A small LED light can be used to sex a baby lizard by “candling” the base of the tail, much like candling an egg, by holding the lizard on its back so the vent and base of the tail is exposed, and holding the light on the lizard’s skin, to the side of or a bit dorsally to the vent, so that the light illuminates the area below the vent where the hemipenes are.
The light I use is sold as a laser pointer which I buy at the dollar store. One end has a laser pointer on it, the other end has an LED light. The LED light is the end that is used for this “candle sexing” procedure. It also works well for candling lizard eggs.
In lizards that hatch out a little larger, such as the baby basilisks in the photographs below, the hemipenes are clearly visible as red areas. In some lizards, especially smaller hatchlings of species like my Gallotia stehlini, rather than seeing actual hemipenes, two tiny hair-like red blood vessels which supply the hemipenes are what is visible and they can be a little tricky to see.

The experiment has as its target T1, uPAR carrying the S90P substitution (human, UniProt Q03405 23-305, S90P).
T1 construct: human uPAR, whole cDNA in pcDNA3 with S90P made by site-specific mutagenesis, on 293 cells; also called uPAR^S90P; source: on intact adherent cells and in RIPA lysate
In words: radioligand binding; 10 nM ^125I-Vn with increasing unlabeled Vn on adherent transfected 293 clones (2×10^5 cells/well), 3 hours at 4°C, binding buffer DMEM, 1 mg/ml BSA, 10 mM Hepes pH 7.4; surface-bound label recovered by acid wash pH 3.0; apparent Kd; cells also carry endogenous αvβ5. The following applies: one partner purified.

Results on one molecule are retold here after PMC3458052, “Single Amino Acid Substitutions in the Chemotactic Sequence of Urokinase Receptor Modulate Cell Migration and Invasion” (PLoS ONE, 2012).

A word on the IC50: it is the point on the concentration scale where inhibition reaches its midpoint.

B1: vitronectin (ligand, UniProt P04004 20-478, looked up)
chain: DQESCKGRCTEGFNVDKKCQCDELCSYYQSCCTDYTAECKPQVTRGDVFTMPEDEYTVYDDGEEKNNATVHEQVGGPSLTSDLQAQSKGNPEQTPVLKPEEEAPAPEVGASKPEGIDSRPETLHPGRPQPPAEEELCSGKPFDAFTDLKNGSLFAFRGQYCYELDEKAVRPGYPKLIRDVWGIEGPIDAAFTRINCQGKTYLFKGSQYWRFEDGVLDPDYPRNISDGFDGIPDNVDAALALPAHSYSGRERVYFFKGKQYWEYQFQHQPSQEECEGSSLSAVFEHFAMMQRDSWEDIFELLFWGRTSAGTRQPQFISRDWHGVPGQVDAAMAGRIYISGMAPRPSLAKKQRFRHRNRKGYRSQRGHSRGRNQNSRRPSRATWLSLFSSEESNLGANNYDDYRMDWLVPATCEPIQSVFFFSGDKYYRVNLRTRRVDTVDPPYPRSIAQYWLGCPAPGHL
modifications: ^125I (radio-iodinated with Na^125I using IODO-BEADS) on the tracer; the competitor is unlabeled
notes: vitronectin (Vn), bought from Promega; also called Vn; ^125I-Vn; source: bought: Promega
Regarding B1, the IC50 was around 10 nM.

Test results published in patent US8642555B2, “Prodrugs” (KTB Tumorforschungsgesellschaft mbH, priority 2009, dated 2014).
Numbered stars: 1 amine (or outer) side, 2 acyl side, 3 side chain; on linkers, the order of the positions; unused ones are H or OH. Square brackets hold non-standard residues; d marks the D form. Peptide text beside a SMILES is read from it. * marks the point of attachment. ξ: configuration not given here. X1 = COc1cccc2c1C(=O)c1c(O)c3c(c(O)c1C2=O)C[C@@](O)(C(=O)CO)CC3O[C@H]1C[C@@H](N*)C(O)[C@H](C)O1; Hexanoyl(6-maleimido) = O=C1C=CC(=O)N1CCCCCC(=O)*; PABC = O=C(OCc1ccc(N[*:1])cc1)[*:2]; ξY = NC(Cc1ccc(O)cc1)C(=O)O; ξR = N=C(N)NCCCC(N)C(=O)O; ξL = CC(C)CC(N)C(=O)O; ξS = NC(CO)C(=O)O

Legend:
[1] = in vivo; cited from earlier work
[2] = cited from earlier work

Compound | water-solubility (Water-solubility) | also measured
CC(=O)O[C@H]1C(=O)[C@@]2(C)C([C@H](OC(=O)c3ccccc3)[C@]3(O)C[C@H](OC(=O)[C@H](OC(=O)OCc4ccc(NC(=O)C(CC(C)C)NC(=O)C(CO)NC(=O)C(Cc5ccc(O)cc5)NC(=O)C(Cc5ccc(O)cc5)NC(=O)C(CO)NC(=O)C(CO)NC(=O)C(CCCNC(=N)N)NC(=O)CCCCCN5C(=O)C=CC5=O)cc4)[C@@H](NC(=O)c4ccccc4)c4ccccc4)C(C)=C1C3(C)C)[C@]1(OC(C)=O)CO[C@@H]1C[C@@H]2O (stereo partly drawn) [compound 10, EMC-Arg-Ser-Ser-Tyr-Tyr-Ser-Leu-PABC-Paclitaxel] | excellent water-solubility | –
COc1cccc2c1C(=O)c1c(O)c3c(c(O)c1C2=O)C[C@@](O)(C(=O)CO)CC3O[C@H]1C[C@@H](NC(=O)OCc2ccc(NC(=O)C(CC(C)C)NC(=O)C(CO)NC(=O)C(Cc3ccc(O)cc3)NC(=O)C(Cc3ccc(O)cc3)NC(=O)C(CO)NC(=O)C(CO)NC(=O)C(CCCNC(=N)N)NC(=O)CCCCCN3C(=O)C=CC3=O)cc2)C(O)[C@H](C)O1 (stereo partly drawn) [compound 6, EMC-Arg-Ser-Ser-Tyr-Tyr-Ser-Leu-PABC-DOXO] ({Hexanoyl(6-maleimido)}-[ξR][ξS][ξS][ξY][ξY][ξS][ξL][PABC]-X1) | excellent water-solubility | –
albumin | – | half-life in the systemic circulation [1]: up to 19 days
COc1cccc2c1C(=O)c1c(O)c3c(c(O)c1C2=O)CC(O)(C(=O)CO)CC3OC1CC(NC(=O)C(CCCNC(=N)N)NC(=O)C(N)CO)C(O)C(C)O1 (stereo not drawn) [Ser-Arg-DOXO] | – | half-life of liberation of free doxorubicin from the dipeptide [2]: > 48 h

Maybe for some species the hemipenes aren’t as developed yet or maybe they just don’t have the bloodflow other species have. At any rate, moving the light around a little bit so the angle of illumination changes can often help clarify things a bit.
I follow this procedure as I remove the animals from the incubator in order to sort the lizards immediately according to their sex, so that later when I am making decisions I already know the sex of the lizards.